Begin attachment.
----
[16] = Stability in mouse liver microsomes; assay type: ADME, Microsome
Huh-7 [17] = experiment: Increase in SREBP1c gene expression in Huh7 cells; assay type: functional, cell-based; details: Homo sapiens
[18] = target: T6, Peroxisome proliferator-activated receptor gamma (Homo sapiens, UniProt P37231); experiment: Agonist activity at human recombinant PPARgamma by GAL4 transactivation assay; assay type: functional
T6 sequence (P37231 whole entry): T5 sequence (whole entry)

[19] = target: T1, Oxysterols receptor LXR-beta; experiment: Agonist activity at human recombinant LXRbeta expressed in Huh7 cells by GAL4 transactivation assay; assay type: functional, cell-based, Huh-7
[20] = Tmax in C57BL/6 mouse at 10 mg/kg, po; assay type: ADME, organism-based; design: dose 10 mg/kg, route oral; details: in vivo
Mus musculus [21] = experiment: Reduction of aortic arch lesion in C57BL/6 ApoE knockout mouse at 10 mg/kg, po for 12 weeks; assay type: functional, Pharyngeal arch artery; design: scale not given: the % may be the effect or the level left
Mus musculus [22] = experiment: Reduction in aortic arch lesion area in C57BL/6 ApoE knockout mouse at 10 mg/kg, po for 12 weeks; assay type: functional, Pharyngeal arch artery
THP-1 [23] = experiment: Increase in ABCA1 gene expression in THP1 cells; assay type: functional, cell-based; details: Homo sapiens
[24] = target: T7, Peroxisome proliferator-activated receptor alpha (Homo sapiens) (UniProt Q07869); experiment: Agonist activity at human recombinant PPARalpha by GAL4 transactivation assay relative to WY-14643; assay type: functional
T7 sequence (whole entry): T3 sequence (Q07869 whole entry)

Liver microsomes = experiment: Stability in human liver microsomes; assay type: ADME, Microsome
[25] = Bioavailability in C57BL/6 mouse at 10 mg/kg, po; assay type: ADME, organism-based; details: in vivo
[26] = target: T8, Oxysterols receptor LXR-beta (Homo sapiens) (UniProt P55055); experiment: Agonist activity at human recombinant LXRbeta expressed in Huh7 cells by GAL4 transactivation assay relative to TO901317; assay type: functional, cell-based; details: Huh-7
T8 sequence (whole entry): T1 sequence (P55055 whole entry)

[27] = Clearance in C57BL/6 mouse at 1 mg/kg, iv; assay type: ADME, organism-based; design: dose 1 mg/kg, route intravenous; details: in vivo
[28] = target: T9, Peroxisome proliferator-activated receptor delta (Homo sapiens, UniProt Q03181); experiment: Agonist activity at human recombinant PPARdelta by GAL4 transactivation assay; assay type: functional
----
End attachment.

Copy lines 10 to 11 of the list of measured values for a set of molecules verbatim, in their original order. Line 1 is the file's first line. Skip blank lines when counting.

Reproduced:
[24] = target: T7, Peroxisome proliferator-activated receptor alpha (Homo sapiens) (UniProt Q07869); experiment: Agonist activity at human recombinant PPARalpha by GAL4 transactivation assay relative to WY-14643; assay type: functional
T7 sequence (whole entry): T3 sequence (Q07869 whole entry)